Careers in Allied Health
According to the Bureau of Labor Statistics, employment of radiologic technologists is expected to grow faster
than the average for all occupations, increasing the demand for diagnostic
imaging and therapeutic technology.
As highly skilled employees in a
dynamic and growing field, radiologic technologists (RTs) often work in multiple
specialty areas - radiologic technology, computed tomography, magnetic
resonance imaging, diagnostic medical sonography, cardiovascular-interventional
technology, bone densitometry and mammography. For an excellent
description of each of these specialties, visit American Society of Radiologic Technologists.
degree in medical imaging from Fort Hays State University, you will
develop competence and skills in multiple imaging modalities, which enables you
to pursue a wide variety of jobs and compete for higher salaries upon
our graduates are employed as staff in diagnostic imaging departments in
hospitals, but others seek employment in clinics, physician's offices, mobile
diagnostic imaging units and industrial health care facilities. Aside from
health care positions, you may consider administration, education or becoming a
representative or technical adviser for manufacturers of diagnostic imaging
equipment and supplies.
Still not sure about pursuing a
degree in medical imaging?
Visit Fort Hays State University’s Academic Advising and Career Exploration Center for more information about other career options. Feel free to contact us to talk
with a faculty advisor about the many opportunities that await you as a medical imaging professional.
FHSU Allied Health graduates - out in the world
|Mandy (Rozean) Meyers
Radiologic Technologist/Clinical Instructor
Hays Medical Center
|I am a Registered and Licensed Radiologic Technologist (11 years) at HMC and a Clinical Instructor (4 years) for the Radiology program at FHSU. I also am trained in the Vascular Lab where I assist the Radiologist in interventional studies and am involved with the KSRT and in planning continuing education seminars. I use my academic experiences every day. Whether it be working with patients or teaching the students, each requires my past education as well as new information that may be coming available. I did my clinical internship at St. Francis Medical Center in Grand Island, Neb., and took part in various clubs and fundraisers in the Allied Health Department. They helped me in my current career by giving me hands on experience as a student in the field. Not only did it involve bookwork but involved patient care which I still use every day. I pass this information on to the students that I have at clinical. My experience as a student in the radiologic technology program prepared me for my role as a clinical instructor. This role has given me the chance not only to teach the students, but to learn something new from them.
|Lisa Kanak (1999)
Scott County Hospital
Scott City, KS
|Since graduating, I accepted a job in the imaging department at Scott County Hospital as lead technologist. Aside from performing general Radiology and CT, I was also trained in mammography and bone densitometry and passed my Mammography Registry in 2006. My role has since changed to imaging supervisor. I really enjoy working in a rural community and being able to work in a variety of modalities. I completed a preceptorship in CT and an externship in mammography at Hays Medical Center. In my time at FHSU, I was also a member of the ARTS – Association of Radiologic Technology Students. I enjoyed participating in a variety of intramural sports, as well. The experience I gained during my CT preceptorship and mammo externship were valuable in helping me learn these modalities. I always considered the opportunity to learn a skill in the clinical setting highly effective when compared to just learning it in the classroom.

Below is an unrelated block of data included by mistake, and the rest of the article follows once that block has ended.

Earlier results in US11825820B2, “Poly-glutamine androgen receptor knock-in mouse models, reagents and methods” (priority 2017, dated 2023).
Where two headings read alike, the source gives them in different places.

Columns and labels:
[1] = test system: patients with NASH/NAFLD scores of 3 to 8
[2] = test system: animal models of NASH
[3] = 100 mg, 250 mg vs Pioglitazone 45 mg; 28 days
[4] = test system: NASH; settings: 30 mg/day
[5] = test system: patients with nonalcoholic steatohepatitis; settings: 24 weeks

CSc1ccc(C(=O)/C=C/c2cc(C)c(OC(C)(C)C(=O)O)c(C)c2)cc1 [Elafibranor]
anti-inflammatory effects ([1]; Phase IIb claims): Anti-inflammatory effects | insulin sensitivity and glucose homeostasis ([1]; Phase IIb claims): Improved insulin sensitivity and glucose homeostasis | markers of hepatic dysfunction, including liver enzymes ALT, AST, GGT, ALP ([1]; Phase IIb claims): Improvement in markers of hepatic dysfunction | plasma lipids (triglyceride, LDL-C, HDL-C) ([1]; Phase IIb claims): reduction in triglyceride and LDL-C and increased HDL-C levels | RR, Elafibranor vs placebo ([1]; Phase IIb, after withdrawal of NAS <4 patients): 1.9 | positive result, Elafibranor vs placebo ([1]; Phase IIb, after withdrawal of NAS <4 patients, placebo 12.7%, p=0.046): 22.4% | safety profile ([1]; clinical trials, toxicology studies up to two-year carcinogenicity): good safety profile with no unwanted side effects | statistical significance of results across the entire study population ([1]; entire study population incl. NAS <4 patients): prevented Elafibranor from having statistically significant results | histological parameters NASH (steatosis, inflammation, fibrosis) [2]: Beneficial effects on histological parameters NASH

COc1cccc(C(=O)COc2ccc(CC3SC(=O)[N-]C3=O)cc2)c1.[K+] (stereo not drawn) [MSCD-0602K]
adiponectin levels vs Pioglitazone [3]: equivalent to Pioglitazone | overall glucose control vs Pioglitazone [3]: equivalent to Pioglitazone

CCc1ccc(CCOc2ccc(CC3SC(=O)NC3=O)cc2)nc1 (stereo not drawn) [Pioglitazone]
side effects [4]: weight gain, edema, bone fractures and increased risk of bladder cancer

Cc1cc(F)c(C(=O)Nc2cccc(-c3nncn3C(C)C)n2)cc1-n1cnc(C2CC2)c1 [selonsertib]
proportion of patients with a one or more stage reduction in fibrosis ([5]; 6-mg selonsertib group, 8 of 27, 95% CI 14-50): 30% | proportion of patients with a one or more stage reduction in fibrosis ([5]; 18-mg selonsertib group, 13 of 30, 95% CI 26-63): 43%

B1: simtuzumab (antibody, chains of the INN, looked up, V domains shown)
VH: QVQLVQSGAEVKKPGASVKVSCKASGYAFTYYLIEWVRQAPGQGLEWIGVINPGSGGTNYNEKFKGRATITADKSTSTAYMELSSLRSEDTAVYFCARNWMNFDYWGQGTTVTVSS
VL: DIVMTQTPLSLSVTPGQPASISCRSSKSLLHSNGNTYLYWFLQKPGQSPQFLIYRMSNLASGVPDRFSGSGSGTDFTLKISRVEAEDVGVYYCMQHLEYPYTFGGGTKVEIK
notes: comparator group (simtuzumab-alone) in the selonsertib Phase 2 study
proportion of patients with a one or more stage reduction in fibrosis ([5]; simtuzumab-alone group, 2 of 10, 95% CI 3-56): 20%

|Mitch Bartels (1997)
Norton County Hospital
|As supervisor of radiology of Norton County Hospital, I have a staff of 3 FTE and one part time employee. We offer in house services of x-ray/fluoro, CT, mammography, & ultrasound. I’ve been advance registered in CT since 1999. Within a small hospital setting, I enjoy the challenges of doing both direct patient care and management. Whether it’s something from exposure or safety class to physics or anatomy, I use at least some aspect of my education in everything I do here. Outside of my clinicals at Hays Medical Center, the only extracurricular activity I participated in was KSRT. Even though I didn’t have many outside activities or internships, I feel that the more experiences you can participate in, the better. There really is no substitute for “hands-on” experiences to grow your career.
|Lisa Linhart (2006)
Diagnostic Imaging Center
|I work as a Sonographer at an outpatient-imaging center in the Kansas City area, where I perform general and vascular ultrasound. Previously, I worked at Olathe Medical Center and Providence Medical Center. I continue to use the skills and experiences I gained in school on a daily basis. I was able to use the didactic knowledge to study for and pass my board exams soon after graduation. Also, my clinical experience prepared me to transition smoothly into my first job. At FHSU, I was Society of Student Sonographers Secretary and a member of Campus Crusade for Christ. Involvement in these activities helped me further develop and refine professional skills such as leadership, organization, and networking.